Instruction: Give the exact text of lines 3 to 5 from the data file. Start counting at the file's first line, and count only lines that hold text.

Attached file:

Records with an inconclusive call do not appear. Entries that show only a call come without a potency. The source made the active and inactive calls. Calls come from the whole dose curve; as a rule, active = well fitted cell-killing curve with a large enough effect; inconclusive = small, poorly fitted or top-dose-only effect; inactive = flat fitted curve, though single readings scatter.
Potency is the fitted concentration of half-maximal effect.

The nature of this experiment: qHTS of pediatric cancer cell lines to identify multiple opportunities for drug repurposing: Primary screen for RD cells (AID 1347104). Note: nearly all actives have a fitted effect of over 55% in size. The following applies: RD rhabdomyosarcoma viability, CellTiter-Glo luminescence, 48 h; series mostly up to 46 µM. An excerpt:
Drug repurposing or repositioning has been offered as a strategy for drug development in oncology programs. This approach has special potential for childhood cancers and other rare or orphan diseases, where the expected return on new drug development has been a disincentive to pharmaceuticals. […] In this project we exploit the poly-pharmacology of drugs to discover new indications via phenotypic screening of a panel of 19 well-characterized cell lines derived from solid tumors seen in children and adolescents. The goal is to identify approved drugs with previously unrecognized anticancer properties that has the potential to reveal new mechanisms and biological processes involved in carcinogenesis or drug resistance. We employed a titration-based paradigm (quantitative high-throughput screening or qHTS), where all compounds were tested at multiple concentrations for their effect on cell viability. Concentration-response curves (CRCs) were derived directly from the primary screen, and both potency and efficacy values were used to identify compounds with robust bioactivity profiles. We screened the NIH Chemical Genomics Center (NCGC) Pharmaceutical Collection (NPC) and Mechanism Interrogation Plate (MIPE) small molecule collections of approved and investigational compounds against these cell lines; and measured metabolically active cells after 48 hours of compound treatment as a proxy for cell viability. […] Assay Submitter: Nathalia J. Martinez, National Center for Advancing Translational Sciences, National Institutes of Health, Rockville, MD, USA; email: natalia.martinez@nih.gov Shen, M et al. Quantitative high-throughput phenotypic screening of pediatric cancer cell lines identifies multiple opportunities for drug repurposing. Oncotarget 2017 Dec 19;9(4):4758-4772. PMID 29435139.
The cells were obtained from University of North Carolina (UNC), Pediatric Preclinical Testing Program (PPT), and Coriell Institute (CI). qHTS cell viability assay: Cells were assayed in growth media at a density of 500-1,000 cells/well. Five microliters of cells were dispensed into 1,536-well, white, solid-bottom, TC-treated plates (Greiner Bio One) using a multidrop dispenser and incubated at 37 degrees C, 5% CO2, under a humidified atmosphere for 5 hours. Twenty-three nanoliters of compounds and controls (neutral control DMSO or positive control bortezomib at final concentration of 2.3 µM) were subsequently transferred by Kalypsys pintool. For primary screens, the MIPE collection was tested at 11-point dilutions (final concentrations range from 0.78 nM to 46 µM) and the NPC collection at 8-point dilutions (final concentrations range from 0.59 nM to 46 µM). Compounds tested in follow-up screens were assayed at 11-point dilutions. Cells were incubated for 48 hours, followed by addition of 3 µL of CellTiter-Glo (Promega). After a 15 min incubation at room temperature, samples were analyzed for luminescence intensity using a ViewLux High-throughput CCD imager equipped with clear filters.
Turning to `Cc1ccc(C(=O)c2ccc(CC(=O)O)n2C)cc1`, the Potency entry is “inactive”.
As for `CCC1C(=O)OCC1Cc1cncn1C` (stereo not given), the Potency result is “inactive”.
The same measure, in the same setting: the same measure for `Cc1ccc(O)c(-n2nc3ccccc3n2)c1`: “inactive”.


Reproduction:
The nature of this experiment: qHTS of pediatric cancer cell lines to identify multiple opportunities for drug repurposing: Primary screen for RD cells (AID 1347104). Note: nearly all actives have a fitted effect of over 55% in size. The following applies: RD rhabdomyosarcoma viability, CellTiter-Glo luminescence, 48 h; series mostly up to 46 µM. An excerpt:
Drug repurposing or repositioning has been offered as a strategy for drug development in oncology programs. This approach has special potential for childhood cancers and other rare or orphan diseases, where the expected return on new drug development has been a disincentive to pharmaceuticals. […] In this project we exploit the poly-pharmacology of drugs to discover new indications via phenotypic screening of a panel of 19 well-characterized cell lines derived from solid tumors seen in children and adolescents. The goal is to identify approved drugs with previously unrecognized anticancer properties that has the potential to reveal new mechanisms and biological processes involved in carcinogenesis or drug resistance. We employed a titration-based paradigm (quantitative high-throughput screening or qHTS), where all compounds were tested at multiple concentrations for their effect on cell viability. Concentration-response curves (CRCs) were derived directly from the primary screen, and both potency and efficacy values were used to identify compounds with robust bioactivity profiles. We screened the NIH Chemical Genomics Center (NCGC) Pharmaceutical Collection (NPC) and Mechanism Interrogation Plate (MIPE) small molecule collections of approved and investigational compounds against these cell lines; and measured metabolically active cells after 48 hours of compound treatment as a proxy for cell viability. […] Assay Submitter: Nathalia J. Martinez, National Center for Advancing Translational Sciences, National Institutes of Health, Rockville, MD, USA; email: natalia.martinez@nih.gov Shen, M et al. Quantitative high-throughput phenotypic screening of pediatric cancer cell lines identifies multiple opportunities for drug repurposing. Oncotarget 2017 Dec 19;9(4):4758-4772. PMID 29435139.
The cells were obtained from University of North Carolina (UNC), Pediatric Preclinical Testing Program (PPT), and Coriell Institute (CI). qHTS cell viability assay: Cells were assayed in growth media at a density of 500-1,000 cells/well. Five microliters of cells were dispensed into 1,536-well, white, solid-bottom, TC-treated plates (Greiner Bio One) using a multidrop dispenser and incubated at 37 degrees C, 5% CO2, under a humidified atmosphere for 5 hours. Twenty-three nanoliters of compounds and controls (neutral control DMSO or positive control bortezomib at final concentration of 2.3 µM) were subsequently transferred by Kalypsys pintool. For primary screens, the MIPE collection was tested at 11-point dilutions (final concentrations range from 0.78 nM to 46 µM) and the NPC collection at 8-point dilutions (final concentrations range from 0.59 nM to 46 µM). Compounds tested in follow-up screens were assayed at 11-point dilutions. Cells were incubated for 48 hours, followed by addition of 3 µL of CellTiter-Glo (Promega). After a 15 min incubation at room temperature, samples were analyzed for luminescence intensity using a ViewLux High-throughput CCD imager equipped with clear filters.